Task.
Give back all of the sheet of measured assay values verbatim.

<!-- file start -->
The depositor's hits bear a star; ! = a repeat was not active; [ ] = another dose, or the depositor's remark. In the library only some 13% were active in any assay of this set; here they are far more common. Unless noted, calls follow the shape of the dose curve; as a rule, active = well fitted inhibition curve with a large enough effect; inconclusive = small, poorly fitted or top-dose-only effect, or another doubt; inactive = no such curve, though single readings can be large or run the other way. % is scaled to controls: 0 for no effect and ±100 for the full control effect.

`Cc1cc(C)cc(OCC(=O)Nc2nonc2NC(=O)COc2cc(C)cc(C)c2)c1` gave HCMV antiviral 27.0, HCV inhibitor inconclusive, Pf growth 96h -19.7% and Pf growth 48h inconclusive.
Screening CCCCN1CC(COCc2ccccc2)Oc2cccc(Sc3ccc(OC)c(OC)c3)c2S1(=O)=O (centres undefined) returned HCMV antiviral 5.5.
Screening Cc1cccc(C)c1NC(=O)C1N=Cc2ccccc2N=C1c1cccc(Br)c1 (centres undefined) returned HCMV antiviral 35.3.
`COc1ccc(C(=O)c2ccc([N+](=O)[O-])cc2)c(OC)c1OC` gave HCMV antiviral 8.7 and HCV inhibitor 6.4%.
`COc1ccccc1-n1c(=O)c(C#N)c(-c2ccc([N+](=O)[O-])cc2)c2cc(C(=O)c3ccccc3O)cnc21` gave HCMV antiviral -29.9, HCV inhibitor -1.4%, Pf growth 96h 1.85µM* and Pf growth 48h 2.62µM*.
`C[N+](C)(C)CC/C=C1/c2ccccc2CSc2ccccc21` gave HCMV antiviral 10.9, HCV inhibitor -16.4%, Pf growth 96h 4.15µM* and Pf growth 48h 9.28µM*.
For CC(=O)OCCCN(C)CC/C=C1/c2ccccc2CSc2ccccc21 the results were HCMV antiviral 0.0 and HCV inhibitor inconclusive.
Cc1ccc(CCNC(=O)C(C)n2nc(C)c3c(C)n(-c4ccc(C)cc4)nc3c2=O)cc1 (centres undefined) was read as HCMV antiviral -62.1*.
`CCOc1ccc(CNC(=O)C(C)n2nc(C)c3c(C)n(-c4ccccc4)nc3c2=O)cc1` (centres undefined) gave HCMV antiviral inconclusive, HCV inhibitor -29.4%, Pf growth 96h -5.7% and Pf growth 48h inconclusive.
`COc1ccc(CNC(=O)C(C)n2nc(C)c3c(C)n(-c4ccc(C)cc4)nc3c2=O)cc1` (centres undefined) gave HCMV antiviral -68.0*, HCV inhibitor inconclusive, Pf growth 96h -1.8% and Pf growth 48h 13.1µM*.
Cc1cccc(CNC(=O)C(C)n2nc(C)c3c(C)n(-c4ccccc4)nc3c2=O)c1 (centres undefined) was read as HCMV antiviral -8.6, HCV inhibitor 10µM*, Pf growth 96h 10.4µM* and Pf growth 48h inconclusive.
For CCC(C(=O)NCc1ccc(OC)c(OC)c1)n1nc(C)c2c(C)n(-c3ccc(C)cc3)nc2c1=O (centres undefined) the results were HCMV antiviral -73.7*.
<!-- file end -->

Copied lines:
The depositor's hits bear a star; ! = a repeat was not active; [ ] = another dose, or the depositor's remark. In the library only some 13% were active in any assay of this set; here they are far more common. Unless noted, calls follow the shape of the dose curve; as a rule, active = well fitted inhibition curve with a large enough effect; inconclusive = small, poorly fitted or top-dose-only effect, or another doubt; inactive = no such curve, though single readings can be large or run the other way. % is scaled to controls: 0 for no effect and ±100 for the full control effect.

`Cc1cc(C)cc(OCC(=O)Nc2nonc2NC(=O)COc2cc(C)cc(C)c2)c1` gave HCMV antiviral 27.0, HCV inhibitor inconclusive, Pf growth 96h -19.7% and Pf growth 48h inconclusive.
Screening CCCCN1CC(COCc2ccccc2)Oc2cccc(Sc3ccc(OC)c(OC)c3)c2S1(=O)=O (centres undefined) returned HCMV antiviral 5.5.
Screening Cc1cccc(C)c1NC(=O)C1N=Cc2ccccc2N=C1c1cccc(Br)c1 (centres undefined) returned HCMV antiviral 35.3.
`COc1ccc(C(=O)c2ccc([N+](=O)[O-])cc2)c(OC)c1OC` gave HCMV antiviral 8.7 and HCV inhibitor 6.4%.
`COc1ccccc1-n1c(=O)c(C#N)c(-c2ccc([N+](=O)[O-])cc2)c2cc(C(=O)c3ccccc3O)cnc21` gave HCMV antiviral -29.9, HCV inhibitor -1.4%, Pf growth 96h 1.85µM* and Pf growth 48h 2.62µM*.
`C[N+](C)(C)CC/C=C1/c2ccccc2CSc2ccccc21` gave HCMV antiviral 10.9, HCV inhibitor -16.4%, Pf growth 96h 4.15µM* and Pf growth 48h 9.28µM*.
For CC(=O)OCCCN(C)CC/C=C1/c2ccccc2CSc2ccccc21 the results were HCMV antiviral 0.0 and HCV inhibitor inconclusive.
Cc1ccc(CCNC(=O)C(C)n2nc(C)c3c(C)n(-c4ccc(C)cc4)nc3c2=O)cc1 (centres undefined) was read as HCMV antiviral -62.1*.
`CCOc1ccc(CNC(=O)C(C)n2nc(C)c3c(C)n(-c4ccccc4)nc3c2=O)cc1` (centres undefined) gave HCMV antiviral inconclusive, HCV inhibitor -29.4%, Pf growth 96h -5.7% and Pf growth 48h inconclusive.
`COc1ccc(CNC(=O)C(C)n2nc(C)c3c(C)n(-c4ccc(C)cc4)nc3c2=O)cc1` (centres undefined) gave HCMV antiviral -68.0*, HCV inhibitor inconclusive, Pf growth 96h -1.8% and Pf growth 48h 13.1µM*.
Cc1cccc(CNC(=O)C(C)n2nc(C)c3c(C)n(-c4ccccc4)nc3c2=O)c1 (centres undefined) was read as HCMV antiviral -8.6, HCV inhibitor 10µM*, Pf growth 96h 10.4µM* and Pf growth 48h inconclusive.
For CCC(C(=O)NCc1ccc(OC)c(OC)c1)n1nc(C)c2c(C)n(-c3ccc(C)cc3)nc2c1=O (centres undefined) the results were HCMV antiviral -73.7*.